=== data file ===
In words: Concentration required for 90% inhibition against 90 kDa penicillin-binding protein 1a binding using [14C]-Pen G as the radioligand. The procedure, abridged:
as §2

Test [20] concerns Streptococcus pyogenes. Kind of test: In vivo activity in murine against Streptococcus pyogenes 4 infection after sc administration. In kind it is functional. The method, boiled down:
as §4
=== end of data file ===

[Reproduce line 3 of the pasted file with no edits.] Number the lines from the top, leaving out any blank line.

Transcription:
Test [20] concerns Streptococcus pyogenes. Kind of test: In vivo activity in murine against Streptococcus pyogenes 4 infection after sc administration. In kind it is functional. The method, boiled down: